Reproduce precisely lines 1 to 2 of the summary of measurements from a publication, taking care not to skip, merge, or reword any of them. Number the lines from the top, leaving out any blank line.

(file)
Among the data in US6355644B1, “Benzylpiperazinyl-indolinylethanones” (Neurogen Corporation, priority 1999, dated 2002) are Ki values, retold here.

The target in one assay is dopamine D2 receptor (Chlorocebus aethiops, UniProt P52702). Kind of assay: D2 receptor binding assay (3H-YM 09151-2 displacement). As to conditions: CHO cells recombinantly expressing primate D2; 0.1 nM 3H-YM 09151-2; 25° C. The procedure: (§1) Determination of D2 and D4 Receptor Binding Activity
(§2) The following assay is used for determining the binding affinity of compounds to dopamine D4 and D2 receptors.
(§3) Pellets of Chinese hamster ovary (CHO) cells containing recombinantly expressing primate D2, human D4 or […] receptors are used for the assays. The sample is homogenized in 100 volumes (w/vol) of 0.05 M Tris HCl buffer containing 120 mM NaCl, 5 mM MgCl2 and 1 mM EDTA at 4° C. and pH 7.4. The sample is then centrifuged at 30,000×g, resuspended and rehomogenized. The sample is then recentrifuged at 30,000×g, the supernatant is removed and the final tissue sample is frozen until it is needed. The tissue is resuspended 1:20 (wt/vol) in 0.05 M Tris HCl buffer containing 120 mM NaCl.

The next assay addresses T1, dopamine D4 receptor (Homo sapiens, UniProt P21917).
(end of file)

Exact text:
Among the data in US6355644B1, “Benzylpiperazinyl-indolinylethanones” (Neurogen Corporation, priority 1999, dated 2002) are Ki values, retold here.

The target in one assay is dopamine D2 receptor (Chlorocebus aethiops, UniProt P52702). Kind of assay: D2 receptor binding assay (3H-YM 09151-2 displacement). As to conditions: CHO cells recombinantly expressing primate D2; 0.1 nM 3H-YM 09151-2; 25° C. The procedure: (§1) Determination of D2 and D4 Receptor Binding Activity